Is the Shine Off the A.P. Apple?
By Nina Hurwitz and Sol Hurwitz
Meghan O'Connor took her first Advanced Placement course as a sophomore at Floral Park Memorial High School in suburban Nassau County, N.Y. "You go from ninth grade, where you're working on study skills and keeping different colored notebooks, to 10th grade A.P. European history, where you're reading 50 pages a night and writing essays based on evidence gathered from historical documents," she says. "After my A.P. courses" -- she had taken five by the end of senior year -- "I knew I could handle a heavy workload in college and balance my time. And I was prepared to think analytically."
Widely regarded as the gold standard of academic excellence, A.P. courses show admissions officers that students like Meghan are poised for success in college. More than 3,000 American colleges and universities recognize the A.P. program by placing college freshmen in advanced classes and giving college credit to high school students with satisfactory grades on final A.P. examinations. Students with enough qualifying A.P. courses sometimes enter college as sophomores.
As the college admissions race grows ever more intense, enrollment in A.P. courses is soaring. Today nearly 950,000 students worldwide take the college-level classes, more than double the number a decade ago, and 60 percent of U.S. high schools offer them. "Our goal should be 100 percent," says former Secretary of Education Richard W. Riley.
Established by the nonprofit College Board in 1955 as an elite program for the academically gifted, the Advanced Placement program has become that rare specimen in American education that garners near-universal approval. School boards and administrators value the aura of high standards that A.P. bestows on their districts. Teachers vie for the chance to teach courses that allow them to probe deep into their disciplines, while working with the brightest students. "We become learners as we teach," as one teacher put it.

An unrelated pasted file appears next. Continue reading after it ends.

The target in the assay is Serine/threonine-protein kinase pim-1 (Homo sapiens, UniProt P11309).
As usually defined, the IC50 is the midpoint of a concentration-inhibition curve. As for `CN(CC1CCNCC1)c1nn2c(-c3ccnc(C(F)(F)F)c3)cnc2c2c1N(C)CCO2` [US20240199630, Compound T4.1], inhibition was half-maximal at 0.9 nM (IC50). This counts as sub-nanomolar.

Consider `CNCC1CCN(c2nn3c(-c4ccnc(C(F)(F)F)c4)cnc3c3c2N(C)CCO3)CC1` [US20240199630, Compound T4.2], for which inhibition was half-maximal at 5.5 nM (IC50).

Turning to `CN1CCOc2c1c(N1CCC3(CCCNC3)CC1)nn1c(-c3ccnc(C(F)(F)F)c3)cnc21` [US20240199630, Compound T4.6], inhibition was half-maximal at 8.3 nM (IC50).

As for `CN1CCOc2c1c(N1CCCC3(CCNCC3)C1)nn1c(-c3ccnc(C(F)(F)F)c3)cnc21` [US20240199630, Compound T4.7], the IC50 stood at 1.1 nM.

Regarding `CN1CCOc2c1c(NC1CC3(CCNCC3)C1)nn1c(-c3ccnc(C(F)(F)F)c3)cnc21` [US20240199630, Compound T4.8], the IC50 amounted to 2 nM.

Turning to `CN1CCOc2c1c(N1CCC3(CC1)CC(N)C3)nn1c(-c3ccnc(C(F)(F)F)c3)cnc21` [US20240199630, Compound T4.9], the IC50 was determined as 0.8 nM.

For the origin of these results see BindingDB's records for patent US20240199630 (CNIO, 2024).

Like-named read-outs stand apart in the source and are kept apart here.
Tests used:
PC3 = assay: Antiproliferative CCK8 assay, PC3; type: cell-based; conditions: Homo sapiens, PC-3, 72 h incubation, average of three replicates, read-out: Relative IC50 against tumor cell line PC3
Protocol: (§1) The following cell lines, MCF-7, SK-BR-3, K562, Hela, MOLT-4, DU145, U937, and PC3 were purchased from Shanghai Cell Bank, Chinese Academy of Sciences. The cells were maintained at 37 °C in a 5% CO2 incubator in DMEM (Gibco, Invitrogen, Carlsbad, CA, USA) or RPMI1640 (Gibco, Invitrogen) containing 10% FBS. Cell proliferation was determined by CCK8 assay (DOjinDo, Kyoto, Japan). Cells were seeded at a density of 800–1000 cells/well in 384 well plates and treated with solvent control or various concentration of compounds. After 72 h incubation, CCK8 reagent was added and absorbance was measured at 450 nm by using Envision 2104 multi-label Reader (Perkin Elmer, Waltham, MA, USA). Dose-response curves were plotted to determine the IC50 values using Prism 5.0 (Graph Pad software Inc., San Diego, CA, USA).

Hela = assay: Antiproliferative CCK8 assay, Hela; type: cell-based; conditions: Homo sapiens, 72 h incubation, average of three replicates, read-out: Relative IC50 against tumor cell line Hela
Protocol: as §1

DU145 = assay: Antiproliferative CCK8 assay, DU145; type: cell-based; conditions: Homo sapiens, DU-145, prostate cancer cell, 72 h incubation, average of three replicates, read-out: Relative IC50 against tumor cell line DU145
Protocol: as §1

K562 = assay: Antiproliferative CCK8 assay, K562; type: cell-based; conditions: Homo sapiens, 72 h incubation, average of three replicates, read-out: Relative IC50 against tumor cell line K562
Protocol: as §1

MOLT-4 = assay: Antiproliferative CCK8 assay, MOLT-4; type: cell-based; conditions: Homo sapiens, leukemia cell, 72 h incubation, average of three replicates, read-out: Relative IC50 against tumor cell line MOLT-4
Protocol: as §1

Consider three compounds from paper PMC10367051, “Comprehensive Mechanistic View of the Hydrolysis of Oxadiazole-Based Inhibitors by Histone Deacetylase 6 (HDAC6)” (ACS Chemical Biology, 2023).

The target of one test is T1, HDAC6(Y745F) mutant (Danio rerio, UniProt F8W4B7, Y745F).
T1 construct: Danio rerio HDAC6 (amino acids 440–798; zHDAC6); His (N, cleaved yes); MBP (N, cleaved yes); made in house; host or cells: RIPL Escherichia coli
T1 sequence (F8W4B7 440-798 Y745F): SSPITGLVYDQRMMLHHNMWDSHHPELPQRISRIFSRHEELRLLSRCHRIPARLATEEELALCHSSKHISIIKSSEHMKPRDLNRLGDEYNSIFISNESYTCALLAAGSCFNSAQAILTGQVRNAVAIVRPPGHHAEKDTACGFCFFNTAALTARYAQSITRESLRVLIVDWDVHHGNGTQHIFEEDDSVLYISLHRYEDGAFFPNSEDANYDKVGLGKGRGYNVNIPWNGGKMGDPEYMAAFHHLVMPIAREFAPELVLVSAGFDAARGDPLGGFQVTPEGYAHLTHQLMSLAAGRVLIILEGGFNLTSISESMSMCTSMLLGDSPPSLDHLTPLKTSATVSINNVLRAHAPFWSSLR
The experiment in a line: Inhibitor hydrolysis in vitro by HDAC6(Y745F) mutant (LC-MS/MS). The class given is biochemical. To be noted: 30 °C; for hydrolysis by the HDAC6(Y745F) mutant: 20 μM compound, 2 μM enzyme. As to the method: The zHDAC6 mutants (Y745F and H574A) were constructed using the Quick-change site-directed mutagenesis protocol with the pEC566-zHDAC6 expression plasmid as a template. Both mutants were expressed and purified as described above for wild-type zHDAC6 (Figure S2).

Parents want A.P. courses for their children, mindful of the weight they carry in the college admissions process. Motivated students who yearn to share a fast-paced academic experience with like-minded peers clamber to sign up.
Hard pressed to raise standards in America's high schools, educators are pointing increasingly to A.P. for its rigorous college-level curriculum combined with an external assessment -- a nationally administered examination -- for each subject. "The A.P. program is the model for all standards and assessment programs in the country," boasts College Board president Gaston Caperton.
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